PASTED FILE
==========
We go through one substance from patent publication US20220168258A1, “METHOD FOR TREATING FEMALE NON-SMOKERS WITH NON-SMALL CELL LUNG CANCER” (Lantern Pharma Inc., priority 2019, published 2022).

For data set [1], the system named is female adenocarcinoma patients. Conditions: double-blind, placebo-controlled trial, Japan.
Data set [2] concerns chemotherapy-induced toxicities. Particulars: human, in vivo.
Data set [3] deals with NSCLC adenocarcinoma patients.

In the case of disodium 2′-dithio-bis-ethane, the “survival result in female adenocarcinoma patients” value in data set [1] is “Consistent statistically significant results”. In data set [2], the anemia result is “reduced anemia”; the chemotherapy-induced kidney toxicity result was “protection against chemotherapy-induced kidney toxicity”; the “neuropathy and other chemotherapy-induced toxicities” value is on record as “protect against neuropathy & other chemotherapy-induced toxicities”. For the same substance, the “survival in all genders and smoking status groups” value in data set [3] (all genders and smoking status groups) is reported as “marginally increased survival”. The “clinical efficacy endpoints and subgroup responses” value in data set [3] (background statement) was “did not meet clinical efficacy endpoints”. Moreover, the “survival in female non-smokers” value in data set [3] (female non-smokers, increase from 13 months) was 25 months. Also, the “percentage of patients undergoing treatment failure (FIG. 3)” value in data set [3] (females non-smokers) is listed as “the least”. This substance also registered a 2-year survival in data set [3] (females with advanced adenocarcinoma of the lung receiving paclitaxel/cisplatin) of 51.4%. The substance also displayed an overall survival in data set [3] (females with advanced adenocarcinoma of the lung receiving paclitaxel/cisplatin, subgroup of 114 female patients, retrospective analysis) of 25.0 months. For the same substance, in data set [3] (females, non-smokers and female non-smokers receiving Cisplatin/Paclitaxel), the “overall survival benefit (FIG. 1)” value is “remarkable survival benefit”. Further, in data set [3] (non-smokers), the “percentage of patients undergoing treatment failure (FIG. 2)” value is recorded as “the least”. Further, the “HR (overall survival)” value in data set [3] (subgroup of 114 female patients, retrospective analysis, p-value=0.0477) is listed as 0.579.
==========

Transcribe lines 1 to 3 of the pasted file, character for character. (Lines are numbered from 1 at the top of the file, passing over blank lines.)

We go through one substance from patent publication US20220168258A1, “METHOD FOR TREATING FEMALE NON-SMOKERS WITH NON-SMALL CELL LUNG CANCER” (Lantern Pharma Inc., priority 2019, published 2022).

For data set [1], the system named is female adenocarcinoma patients. Conditions: double-blind, placebo-controlled trial, Japan.
Data set [2] concerns chemotherapy-induced toxicities. Particulars: human, in vivo.